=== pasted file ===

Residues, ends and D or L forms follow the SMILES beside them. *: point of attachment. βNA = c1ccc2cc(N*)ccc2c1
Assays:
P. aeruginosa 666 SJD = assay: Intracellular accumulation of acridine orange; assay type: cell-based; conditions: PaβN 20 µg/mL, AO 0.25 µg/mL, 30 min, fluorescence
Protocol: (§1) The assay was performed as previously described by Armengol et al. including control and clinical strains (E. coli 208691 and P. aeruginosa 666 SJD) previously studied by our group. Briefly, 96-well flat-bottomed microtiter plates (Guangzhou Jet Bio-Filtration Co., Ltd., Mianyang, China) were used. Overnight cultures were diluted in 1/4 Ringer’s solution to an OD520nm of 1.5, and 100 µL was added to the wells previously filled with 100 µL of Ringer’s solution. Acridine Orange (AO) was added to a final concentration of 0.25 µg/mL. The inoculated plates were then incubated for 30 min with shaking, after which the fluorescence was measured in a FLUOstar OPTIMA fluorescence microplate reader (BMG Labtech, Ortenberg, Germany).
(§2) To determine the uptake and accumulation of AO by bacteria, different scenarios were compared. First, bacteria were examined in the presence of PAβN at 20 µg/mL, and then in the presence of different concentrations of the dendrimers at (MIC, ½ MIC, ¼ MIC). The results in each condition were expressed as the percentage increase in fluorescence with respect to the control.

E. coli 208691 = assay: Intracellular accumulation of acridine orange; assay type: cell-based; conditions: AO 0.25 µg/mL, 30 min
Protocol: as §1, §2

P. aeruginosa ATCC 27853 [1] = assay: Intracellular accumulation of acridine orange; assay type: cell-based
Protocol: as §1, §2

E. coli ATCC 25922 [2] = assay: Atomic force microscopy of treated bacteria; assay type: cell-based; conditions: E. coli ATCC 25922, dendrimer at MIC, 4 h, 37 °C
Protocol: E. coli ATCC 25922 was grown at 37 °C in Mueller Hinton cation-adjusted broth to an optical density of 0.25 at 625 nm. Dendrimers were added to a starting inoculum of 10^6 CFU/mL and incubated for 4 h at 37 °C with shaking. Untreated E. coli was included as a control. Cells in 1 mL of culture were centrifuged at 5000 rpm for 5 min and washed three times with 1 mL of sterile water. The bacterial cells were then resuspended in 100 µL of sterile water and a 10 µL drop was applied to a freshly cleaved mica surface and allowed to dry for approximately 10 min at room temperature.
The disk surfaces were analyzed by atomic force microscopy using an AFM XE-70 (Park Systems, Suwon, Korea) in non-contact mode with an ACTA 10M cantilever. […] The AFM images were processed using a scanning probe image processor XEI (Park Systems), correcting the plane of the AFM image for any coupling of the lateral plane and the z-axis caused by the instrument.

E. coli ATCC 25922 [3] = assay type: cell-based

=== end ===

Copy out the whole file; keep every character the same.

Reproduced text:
Residues, ends and D or L forms follow the SMILES beside them. *: point of attachment. βNA = c1ccc2cc(N*)ccc2c1
Assays:
P. aeruginosa 666 SJD = assay: Intracellular accumulation of acridine orange; assay type: cell-based; conditions: PaβN 20 µg/mL, AO 0.25 µg/mL, 30 min, fluorescence
Protocol: (§1) The assay was performed as previously described by Armengol et al. including control and clinical strains (E. coli 208691 and P. aeruginosa 666 SJD) previously studied by our group. Briefly, 96-well flat-bottomed microtiter plates (Guangzhou Jet Bio-Filtration Co., Ltd., Mianyang, China) were used. Overnight cultures were diluted in 1/4 Ringer’s solution to an OD520nm of 1.5, and 100 µL was added to the wells previously filled with 100 µL of Ringer’s solution. Acridine Orange (AO) was added to a final concentration of 0.25 µg/mL. The inoculated plates were then incubated for 30 min with shaking, after which the fluorescence was measured in a FLUOstar OPTIMA fluorescence microplate reader (BMG Labtech, Ortenberg, Germany).
(§2) To determine the uptake and accumulation of AO by bacteria, different scenarios were compared. First, bacteria were examined in the presence of PAβN at 20 µg/mL, and then in the presence of different concentrations of the dendrimers at (MIC, ½ MIC, ¼ MIC). The results in each condition were expressed as the percentage increase in fluorescence with respect to the control.

E. coli 208691 = assay: Intracellular accumulation of acridine orange; assay type: cell-based; conditions: AO 0.25 µg/mL, 30 min
Protocol: as §1, §2

P. aeruginosa ATCC 27853 [1] = assay: Intracellular accumulation of acridine orange; assay type: cell-based
Protocol: as §1, §2

E. coli ATCC 25922 [2] = assay: Atomic force microscopy of treated bacteria; assay type: cell-based; conditions: E. coli ATCC 25922, dendrimer at MIC, 4 h, 37 °C
Protocol: E. coli ATCC 25922 was grown at 37 °C in Mueller Hinton cation-adjusted broth to an optical density of 0.25 at 625 nm. Dendrimers were added to a starting inoculum of 10^6 CFU/mL and incubated for 4 h at 37 °C with shaking. Untreated E. coli was included as a control. Cells in 1 mL of culture were centrifuged at 5000 rpm for 5 min and washed three times with 1 mL of sterile water. The bacterial cells were then resuspended in 100 µL of sterile water and a 10 µL drop was applied to a freshly cleaved mica surface and allowed to dry for approximately 10 min at room temperature.
The disk surfaces were analyzed by atomic force microscopy using an AFM XE-70 (Park Systems, Suwon, Korea) in non-contact mode with an ACTA 10M cantilever. […] The AFM images were processed using a scanning probe image processor XEI (Park Systems), correcting the plane of the AFM image for any coupling of the lateral plane and the z-axis caused by the instrument.

E. coli ATCC 25922 [3] = assay type: cell-based